Tom: Hi Pat, welcome to the Money Mastermind Show.

Pat: Thank you for having me Tom. I appreciate it.

Tom: I know you have a book that you’re re-launching this month. It inspired me to talk to you. It’s originally around how you were laid off and what that lead to and I saw sort of a personal finance angle there that I kind of wanted to get into with you which I don’t know if many people have really talked much to you about.

Pat: No, I like the topic idea because I typically come on and talk about business strategies and those kinds of things. In terms of money and personal finance I feel like starting a business for yourself, whether it’s on the side or it’s something you want to do full-time it is a great way to supplement your income and allow yourself a little bit more freedom but definitely, personal finance just in general is something I don’t talk much about so I’m thankful to come on today.

Tom: Great, thanks for being on. You’re a big ‘Back to the Future’ fan so let’s go back to 2008, you were at your job… can you tell us about not only what it was like to be at your job but were there any signs that a lay-off was coming? How did that feel at the time?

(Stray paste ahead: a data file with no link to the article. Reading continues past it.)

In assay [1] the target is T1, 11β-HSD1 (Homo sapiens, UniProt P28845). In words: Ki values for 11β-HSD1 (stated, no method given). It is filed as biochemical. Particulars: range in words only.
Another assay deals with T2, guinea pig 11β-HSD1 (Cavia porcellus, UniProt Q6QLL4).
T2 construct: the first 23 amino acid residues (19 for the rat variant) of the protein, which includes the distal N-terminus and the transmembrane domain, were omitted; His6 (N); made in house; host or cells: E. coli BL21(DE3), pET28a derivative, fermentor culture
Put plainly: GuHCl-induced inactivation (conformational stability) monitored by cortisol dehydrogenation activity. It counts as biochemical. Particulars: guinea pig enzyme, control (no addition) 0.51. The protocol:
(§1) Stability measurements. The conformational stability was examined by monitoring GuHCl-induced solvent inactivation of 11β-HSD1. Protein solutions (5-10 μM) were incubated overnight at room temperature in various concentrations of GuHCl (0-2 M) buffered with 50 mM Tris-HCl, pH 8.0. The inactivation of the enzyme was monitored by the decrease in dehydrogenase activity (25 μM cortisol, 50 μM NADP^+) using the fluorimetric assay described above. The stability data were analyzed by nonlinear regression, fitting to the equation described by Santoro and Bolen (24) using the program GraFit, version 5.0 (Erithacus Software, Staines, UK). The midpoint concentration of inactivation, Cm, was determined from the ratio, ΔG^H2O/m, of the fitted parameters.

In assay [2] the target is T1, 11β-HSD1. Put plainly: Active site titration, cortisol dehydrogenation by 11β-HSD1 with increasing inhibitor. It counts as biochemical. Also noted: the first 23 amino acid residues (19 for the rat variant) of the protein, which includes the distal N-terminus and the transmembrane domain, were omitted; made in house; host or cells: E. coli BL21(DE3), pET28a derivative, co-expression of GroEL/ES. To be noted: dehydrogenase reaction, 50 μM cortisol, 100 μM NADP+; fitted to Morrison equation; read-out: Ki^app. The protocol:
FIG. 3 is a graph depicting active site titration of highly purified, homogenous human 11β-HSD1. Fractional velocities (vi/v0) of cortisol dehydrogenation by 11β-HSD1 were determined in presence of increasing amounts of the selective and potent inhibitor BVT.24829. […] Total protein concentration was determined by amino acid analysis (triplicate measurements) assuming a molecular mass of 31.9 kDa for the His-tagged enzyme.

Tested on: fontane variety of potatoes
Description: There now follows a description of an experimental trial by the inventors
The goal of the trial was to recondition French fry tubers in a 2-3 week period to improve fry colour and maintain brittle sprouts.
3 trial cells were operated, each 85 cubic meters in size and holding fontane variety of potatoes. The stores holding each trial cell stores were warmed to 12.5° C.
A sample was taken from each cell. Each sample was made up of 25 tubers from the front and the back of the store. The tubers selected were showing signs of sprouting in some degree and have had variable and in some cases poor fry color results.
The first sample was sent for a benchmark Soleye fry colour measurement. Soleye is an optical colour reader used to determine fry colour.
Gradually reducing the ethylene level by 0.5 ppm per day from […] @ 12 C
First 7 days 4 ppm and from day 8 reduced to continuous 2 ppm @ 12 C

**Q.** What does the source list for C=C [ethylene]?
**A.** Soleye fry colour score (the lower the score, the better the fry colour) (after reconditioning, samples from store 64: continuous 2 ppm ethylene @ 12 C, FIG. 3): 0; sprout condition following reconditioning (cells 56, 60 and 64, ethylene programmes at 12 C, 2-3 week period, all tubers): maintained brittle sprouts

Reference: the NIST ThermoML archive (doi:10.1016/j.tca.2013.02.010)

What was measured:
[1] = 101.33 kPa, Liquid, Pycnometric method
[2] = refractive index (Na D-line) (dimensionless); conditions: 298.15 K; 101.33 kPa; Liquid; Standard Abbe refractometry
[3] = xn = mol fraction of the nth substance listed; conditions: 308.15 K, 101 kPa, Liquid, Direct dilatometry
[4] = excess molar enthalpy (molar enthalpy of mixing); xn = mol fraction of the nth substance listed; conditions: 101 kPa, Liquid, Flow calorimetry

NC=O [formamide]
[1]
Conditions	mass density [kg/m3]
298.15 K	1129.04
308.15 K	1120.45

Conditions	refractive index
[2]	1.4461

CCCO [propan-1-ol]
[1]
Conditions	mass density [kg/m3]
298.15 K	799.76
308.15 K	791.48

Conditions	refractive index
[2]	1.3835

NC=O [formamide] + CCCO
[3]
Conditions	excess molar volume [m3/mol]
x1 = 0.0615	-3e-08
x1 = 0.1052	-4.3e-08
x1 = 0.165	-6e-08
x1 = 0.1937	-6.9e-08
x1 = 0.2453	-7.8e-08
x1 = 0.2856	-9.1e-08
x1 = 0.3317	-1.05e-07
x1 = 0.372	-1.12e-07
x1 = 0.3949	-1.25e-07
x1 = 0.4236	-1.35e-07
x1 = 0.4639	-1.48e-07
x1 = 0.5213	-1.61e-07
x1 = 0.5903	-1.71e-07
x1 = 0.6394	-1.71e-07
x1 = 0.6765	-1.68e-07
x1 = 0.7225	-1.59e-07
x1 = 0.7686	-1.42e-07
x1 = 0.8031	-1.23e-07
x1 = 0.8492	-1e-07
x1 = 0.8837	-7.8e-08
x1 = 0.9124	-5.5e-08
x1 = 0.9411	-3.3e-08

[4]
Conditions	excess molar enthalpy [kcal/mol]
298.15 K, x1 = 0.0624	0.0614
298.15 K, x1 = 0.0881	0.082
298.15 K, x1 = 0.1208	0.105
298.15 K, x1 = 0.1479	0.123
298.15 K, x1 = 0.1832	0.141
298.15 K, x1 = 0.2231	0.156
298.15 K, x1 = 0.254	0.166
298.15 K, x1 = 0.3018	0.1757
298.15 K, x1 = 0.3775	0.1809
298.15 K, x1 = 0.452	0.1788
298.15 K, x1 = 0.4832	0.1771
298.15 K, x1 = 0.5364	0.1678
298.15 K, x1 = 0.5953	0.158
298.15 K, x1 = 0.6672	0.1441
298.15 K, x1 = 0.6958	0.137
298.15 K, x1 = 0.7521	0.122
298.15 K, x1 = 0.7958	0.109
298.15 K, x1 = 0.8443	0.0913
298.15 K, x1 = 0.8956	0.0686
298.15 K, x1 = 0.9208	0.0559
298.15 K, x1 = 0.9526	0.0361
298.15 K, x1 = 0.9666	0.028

Pat: There were definitely signs. I mean, this was in 2008 where here, in the United States, things weren’t looking so good and there were people who were getting let go here and there but I kind of always felt that those people weren’t necessarily pulling their whole weight at the time so I figure we were just trimming the weeds, if you will. And I had worked so hard to make sure I was essentially indispensable and very necessary.  I even became the youngest person to get promoted to what’s called, Job Captain, in the architectural industry where I now have clients and people working under me so it’s almost even more securing myself in my job and I’m climbing that ladder. I was doing everything I was supposed to be doing because I had been taught to do that. Ever since high school and even before then, getting good grades, going to college and getting a great job, getting a promotion very early on and really planning my future here in the U.S. with 401ks and stuff. I was ready to go “all-in” with architecture my whole life. There were signs but I figured I had done enough work beforehand to make sure that I was indispensable and, obviously, that was not true because I go let go on June 17, 2008. We just passed the 10-year anniversary of that which is pretty crazy considering how much has happened since then.